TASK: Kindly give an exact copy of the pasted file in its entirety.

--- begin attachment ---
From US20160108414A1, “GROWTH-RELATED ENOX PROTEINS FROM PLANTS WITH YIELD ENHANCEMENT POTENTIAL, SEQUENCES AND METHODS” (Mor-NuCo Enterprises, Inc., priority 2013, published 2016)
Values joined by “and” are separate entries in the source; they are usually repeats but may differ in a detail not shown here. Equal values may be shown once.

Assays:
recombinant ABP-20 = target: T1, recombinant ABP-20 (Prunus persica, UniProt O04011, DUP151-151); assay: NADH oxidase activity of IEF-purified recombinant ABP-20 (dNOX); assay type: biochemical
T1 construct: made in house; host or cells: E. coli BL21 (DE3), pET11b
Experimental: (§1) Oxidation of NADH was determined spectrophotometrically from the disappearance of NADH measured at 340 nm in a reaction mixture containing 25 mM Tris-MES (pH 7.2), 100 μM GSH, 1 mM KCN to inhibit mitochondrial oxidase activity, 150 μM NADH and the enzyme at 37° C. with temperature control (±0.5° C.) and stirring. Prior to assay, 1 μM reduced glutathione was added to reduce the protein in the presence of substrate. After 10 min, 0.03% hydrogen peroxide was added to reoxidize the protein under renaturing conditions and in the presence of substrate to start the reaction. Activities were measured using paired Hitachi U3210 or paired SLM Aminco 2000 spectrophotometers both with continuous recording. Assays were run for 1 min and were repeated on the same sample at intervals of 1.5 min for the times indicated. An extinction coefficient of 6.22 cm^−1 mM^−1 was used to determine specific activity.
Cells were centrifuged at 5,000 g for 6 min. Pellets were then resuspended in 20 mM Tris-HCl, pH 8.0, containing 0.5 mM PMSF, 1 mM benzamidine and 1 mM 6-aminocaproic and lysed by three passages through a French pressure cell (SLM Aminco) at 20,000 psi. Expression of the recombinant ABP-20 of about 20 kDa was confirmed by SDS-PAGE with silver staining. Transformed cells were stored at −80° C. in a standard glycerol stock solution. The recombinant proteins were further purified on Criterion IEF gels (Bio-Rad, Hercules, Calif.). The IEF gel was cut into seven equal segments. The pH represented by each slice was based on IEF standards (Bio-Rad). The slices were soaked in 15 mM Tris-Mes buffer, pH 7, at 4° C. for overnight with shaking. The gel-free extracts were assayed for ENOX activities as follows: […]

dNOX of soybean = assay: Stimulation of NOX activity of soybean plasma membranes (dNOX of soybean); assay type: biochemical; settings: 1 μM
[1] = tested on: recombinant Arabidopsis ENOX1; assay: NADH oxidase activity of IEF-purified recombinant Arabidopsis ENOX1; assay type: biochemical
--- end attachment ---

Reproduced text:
From US20160108414A1, “GROWTH-RELATED ENOX PROTEINS FROM PLANTS WITH YIELD ENHANCEMENT POTENTIAL, SEQUENCES AND METHODS” (Mor-NuCo Enterprises, Inc., priority 2013, published 2016)
Values joined by “and” are separate entries in the source; they are usually repeats but may differ in a detail not shown here. Equal values may be shown once.

Assays:
recombinant ABP-20 = target: T1, recombinant ABP-20 (Prunus persica, UniProt O04011, DUP151-151); assay: NADH oxidase activity of IEF-purified recombinant ABP-20 (dNOX); assay type: biochemical
T1 construct: made in house; host or cells: E. coli BL21 (DE3), pET11b
Experimental: (§1) Oxidation of NADH was determined spectrophotometrically from the disappearance of NADH measured at 340 nm in a reaction mixture containing 25 mM Tris-MES (pH 7.2), 100 μM GSH, 1 mM KCN to inhibit mitochondrial oxidase activity, 150 μM NADH and the enzyme at 37° C. with temperature control (±0.5° C.) and stirring. Prior to assay, 1 μM reduced glutathione was added to reduce the protein in the presence of substrate. After 10 min, 0.03% hydrogen peroxide was added to reoxidize the protein under renaturing conditions and in the presence of substrate to start the reaction. Activities were measured using paired Hitachi U3210 or paired SLM Aminco 2000 spectrophotometers both with continuous recording. Assays were run for 1 min and were repeated on the same sample at intervals of 1.5 min for the times indicated. An extinction coefficient of 6.22 cm^−1 mM^−1 was used to determine specific activity.
Cells were centrifuged at 5,000 g for 6 min. Pellets were then resuspended in 20 mM Tris-HCl, pH 8.0, containing 0.5 mM PMSF, 1 mM benzamidine and 1 mM 6-aminocaproic and lysed by three passages through a French pressure cell (SLM Aminco) at 20,000 psi. Expression of the recombinant ABP-20 of about 20 kDa was confirmed by SDS-PAGE with silver staining. Transformed cells were stored at −80° C. in a standard glycerol stock solution. The recombinant proteins were further purified on Criterion IEF gels (Bio-Rad, Hercules, Calif.). The IEF gel was cut into seven equal segments. The pH represented by each slice was based on IEF standards (Bio-Rad). The slices were soaked in 15 mM Tris-Mes buffer, pH 7, at 4° C. for overnight with shaking. The gel-free extracts were assayed for ENOX activities as follows: […]

dNOX of soybean = assay: Stimulation of NOX activity of soybean plasma membranes (dNOX of soybean); assay type: biochemical; settings: 1 μM
[1] = tested on: recombinant Arabidopsis ENOX1; assay: NADH oxidase activity of IEF-purified recombinant Arabidopsis ENOX1; assay type: biochemical